In the Christian tradition, the sacrament of baptism is a complex one.    It is immersed in deep symbolism and shrouded by denominational differences.   It does not matter though if one was baptized as an infant and then confirmed later in life or if one was dedicated as infant and baptized as a believer, in either event one the great emphasis found in baptism is living a new life.  To be baptized is a declaration of God’s love, acceptance, and provision over the person.  It is the acknowledgement of living a different life, a new life clothed in Christ.   This is true for infant baptism as well.  When a child is baptized the parents and the whole church community make a sacred promise and take a holy oath to provide an environment where so that the child will be raised in a place where they know and experience God’s love for them, an environment where grace is more than just a word, and an environment where they can know Jesus as savior and friend.    When we baptize an infant we are promising that we will provide a place and a community that shows them through our lives what it means to live differently from the ways of the world.  We will provide a place and a community that is a living example of what it means to follow Christ and love God with all of our mind, heart, and soul.   That way when the child reaches an age to confirm the faith as their own they have a good idea of what that means.   Even though they may not literally remember their baptism, they can remember they are baptized and be thankful because the community of believers has proven just what it means to be baptized.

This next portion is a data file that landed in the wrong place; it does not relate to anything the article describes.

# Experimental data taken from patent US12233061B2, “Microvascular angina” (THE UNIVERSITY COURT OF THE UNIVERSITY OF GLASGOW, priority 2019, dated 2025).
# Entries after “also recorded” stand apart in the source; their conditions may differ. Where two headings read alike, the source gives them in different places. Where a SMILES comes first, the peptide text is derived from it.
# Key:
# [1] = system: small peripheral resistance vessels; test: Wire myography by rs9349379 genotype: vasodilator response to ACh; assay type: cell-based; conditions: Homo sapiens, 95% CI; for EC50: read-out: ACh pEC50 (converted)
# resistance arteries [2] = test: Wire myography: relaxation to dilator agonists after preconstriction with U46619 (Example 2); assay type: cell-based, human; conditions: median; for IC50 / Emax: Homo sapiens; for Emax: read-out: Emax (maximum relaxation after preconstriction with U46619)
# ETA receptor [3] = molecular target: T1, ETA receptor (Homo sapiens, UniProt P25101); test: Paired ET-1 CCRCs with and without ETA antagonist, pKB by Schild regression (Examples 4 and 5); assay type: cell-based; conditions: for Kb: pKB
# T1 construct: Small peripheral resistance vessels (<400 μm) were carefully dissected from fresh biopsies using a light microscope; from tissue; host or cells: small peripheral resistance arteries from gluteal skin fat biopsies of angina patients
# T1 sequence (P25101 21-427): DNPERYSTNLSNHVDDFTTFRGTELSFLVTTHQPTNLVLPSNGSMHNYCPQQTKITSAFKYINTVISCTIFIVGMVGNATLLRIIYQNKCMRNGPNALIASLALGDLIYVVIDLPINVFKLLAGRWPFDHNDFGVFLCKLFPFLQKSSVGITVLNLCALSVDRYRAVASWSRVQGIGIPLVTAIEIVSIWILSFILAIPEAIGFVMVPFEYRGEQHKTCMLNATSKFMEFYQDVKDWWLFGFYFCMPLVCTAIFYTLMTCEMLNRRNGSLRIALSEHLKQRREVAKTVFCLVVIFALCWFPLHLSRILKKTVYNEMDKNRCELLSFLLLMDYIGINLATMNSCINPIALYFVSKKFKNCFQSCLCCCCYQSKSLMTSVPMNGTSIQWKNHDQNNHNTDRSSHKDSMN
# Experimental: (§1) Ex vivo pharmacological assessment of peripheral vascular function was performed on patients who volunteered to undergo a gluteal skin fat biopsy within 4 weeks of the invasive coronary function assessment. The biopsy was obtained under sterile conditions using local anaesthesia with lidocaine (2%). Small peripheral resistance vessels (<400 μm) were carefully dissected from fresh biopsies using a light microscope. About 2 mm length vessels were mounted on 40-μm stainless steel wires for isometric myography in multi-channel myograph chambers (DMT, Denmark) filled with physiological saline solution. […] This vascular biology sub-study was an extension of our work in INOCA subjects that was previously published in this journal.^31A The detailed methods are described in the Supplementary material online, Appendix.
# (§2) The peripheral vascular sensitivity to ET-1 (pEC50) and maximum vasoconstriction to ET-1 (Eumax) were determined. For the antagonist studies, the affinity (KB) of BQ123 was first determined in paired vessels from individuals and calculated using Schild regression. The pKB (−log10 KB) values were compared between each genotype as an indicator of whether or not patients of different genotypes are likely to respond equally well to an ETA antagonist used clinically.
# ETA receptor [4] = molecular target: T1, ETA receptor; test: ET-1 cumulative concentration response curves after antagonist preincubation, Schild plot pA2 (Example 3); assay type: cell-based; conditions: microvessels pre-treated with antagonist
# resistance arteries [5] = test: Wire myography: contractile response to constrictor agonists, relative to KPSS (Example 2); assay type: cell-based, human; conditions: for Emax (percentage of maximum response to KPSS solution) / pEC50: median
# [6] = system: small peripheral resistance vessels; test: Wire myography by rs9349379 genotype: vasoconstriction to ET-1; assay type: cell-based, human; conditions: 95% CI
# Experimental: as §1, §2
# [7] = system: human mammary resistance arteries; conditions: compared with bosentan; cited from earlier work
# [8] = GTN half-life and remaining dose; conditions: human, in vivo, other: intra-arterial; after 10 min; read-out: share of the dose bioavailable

As the baptized we are supposed to live differently.   We are to live as the ones who know that Jesus is the beloved son of God.  Baptism is an outward symbol that marks an inward change.  We are to live as people who have been changed; people who have been changed by the love of God, the forgiveness of Christ, and the empowerment of the Holy Spirit.  This is not a theoretical.   As the baptized we are supposed to more willing to love, quicker to forgive, kinder, gentler, and more patient than those who have not been baptized.   We are meant to be this way because through baptism we are new creations in Christ Jesus.   We put off the old robes of sin and death and we are now clothed in Christ.   It does not matter how long ago you were baptized, we all can joyfully claim life as a new creation, remember our baptism and be thankful.